It must have been around 1964. I was at a junior school on the outskirts of Leicester; Waterleys the school was called. It was coming up to Christmas and the teacher was casting for the nativity play that we were to perform. I wasn’t much of an actor and so I think that I was given a non-speaking part, a shepherd. The carpet shop in the village had been asked to lend the model sheep that they had in the window advertising their wool carpets. Another animal had been obtained – it looked like a dog but woolly like a sheep. A teacher must have run up the costumes I assume. I don’t remember much about it – but I do have a photograph of the three shepherds and there’s me in the middle.
I assume my mother was there for the production, but I’m not sure. But I’m glad that I have the evidence that I played my part in a nativity play at some stage.
Telling the story of the birth of Jesus is an important thing that we do at Christmas, often muddling up the gospel accounts, squeezing them together into a coherent narrative though not a scripturally accurate one. We embellish the story by filling in the gaps, adding our own reflections and own feelings. But however we tell the story, simply relating it, acting it out, drawing it, recreating it in the nativity set at home, it remains a story of people, of characters, of the ones that children are asked to play in their church or school nativity.
In the office at the Cathedral are baskets full of props – tea towels for the headdresses of the shepherds, halos for angels, crowns for kings, three cuddly lambs, a splendid star to carry, a baby to place in a crib. The props will define the characters and on Christmas Eve as the Cathedral is packed out with children and their families every one will be eager to play their part.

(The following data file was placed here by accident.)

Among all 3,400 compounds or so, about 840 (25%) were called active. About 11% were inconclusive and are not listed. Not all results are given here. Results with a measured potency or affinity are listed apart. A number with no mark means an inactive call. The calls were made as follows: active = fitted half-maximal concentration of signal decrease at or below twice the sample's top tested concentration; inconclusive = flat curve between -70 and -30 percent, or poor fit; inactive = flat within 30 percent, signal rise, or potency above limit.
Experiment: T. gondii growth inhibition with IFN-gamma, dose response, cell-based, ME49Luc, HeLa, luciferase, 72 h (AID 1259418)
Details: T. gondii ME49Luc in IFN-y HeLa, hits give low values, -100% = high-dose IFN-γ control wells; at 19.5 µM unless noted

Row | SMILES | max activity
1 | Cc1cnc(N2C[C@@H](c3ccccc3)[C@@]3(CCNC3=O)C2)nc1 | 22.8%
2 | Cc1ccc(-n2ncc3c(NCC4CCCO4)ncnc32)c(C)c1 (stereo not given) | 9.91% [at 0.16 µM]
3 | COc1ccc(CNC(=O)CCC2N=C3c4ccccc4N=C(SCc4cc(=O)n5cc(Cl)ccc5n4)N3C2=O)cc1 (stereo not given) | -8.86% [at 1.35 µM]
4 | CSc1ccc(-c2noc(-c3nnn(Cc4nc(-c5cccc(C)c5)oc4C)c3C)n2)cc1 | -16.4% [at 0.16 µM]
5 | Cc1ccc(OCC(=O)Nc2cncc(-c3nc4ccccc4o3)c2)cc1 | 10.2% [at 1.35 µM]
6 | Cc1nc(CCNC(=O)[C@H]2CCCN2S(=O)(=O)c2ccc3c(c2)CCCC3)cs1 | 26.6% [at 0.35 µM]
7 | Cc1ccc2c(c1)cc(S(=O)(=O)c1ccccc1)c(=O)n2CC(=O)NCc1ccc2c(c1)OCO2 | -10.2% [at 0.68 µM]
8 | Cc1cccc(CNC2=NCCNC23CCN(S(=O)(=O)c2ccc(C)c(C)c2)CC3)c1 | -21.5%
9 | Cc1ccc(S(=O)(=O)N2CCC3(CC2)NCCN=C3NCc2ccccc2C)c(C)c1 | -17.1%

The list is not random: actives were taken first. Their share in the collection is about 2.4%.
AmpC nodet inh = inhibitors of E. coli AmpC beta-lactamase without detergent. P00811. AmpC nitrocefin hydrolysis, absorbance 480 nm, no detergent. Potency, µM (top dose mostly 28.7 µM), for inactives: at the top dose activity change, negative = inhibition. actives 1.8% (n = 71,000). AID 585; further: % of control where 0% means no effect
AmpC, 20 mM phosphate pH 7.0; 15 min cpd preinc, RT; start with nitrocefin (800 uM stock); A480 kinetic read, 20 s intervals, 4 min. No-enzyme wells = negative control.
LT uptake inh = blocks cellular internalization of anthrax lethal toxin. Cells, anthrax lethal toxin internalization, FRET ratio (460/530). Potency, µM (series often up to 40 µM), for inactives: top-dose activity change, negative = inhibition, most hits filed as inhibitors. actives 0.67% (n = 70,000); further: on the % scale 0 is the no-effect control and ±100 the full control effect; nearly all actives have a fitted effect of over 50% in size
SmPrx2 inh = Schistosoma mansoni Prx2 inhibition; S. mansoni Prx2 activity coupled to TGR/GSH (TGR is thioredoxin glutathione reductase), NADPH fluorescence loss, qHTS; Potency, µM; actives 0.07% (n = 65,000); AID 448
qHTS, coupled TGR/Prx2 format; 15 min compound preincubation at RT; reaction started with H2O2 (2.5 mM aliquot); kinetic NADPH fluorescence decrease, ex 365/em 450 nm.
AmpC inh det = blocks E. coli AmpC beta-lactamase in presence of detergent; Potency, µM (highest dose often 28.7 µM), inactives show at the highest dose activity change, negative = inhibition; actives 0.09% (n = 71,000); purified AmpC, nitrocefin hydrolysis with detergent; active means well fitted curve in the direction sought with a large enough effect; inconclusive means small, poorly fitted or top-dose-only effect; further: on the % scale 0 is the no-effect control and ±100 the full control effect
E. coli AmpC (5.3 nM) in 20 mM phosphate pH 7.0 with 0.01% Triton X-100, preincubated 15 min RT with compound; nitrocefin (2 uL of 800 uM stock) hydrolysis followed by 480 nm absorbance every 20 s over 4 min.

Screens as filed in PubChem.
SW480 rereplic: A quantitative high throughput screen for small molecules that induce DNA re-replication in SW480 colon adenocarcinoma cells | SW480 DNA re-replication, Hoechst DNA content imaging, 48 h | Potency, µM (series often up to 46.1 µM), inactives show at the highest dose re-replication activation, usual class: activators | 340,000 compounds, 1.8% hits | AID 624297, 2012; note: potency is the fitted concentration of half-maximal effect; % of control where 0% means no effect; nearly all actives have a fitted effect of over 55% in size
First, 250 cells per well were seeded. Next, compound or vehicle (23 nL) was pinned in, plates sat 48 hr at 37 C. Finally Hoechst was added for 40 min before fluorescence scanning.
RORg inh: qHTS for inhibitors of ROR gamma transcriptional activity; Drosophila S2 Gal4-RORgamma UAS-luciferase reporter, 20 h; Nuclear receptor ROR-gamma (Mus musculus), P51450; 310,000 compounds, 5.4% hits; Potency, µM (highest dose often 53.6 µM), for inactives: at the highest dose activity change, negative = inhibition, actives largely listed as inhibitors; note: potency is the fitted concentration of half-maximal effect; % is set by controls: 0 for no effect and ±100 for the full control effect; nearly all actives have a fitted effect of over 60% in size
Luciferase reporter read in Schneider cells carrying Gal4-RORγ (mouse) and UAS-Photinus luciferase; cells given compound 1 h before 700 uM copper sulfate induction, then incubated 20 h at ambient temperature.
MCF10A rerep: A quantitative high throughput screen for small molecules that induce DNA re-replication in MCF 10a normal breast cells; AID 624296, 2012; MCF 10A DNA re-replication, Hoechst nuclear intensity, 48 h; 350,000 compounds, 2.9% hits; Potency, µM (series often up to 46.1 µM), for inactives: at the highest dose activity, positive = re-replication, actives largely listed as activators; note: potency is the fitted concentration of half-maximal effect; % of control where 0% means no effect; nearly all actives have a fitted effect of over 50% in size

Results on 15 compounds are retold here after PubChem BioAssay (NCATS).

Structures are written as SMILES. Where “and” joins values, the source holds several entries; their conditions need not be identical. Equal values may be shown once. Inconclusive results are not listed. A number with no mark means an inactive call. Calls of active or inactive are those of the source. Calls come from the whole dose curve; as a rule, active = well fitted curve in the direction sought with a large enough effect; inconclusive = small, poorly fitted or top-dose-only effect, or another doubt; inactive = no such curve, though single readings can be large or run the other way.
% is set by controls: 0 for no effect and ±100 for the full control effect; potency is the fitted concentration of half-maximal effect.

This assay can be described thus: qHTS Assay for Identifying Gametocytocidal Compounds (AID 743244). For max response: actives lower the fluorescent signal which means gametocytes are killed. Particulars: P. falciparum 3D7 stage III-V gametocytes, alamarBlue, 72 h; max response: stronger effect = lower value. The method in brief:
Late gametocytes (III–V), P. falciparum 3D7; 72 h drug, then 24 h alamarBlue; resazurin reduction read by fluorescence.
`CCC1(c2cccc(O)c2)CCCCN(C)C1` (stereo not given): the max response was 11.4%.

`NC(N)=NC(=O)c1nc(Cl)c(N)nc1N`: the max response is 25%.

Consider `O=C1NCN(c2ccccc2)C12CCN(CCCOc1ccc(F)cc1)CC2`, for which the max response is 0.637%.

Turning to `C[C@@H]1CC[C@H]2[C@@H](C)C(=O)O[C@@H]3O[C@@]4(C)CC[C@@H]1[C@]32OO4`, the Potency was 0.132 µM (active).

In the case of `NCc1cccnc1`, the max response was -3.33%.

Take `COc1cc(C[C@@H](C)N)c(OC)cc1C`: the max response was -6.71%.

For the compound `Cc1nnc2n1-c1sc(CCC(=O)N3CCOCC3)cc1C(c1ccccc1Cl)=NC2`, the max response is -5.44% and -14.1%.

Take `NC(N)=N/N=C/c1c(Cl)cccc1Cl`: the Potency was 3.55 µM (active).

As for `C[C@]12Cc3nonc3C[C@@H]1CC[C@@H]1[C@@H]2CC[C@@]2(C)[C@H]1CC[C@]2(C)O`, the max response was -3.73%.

It’s right that we concentrate on the dramatis personæ because this is a human story touched by the divine. The nativity is all about an ordinary event in the life of a family made extraordinary by the intervention of God. Its ordinariness and its extraordinariness is what fascinates and captivates us. But the human characters enable us to enter in and as we act it out it becomes even more real for us.
So as we approach Christmas, in the final few days I want us to enter the real lives that we encounter in the story of the nativity and see the events through their eyes, so that our own view of Christmas is enhanced. Each day there will be a new character to meet, a new story to hear and for a few minutes we can, through imagination and prayer, be with that person, and God can be with us.
draw us to your Son,
to that place of nativity
where we can kneel and adore,
for the Lord is his name.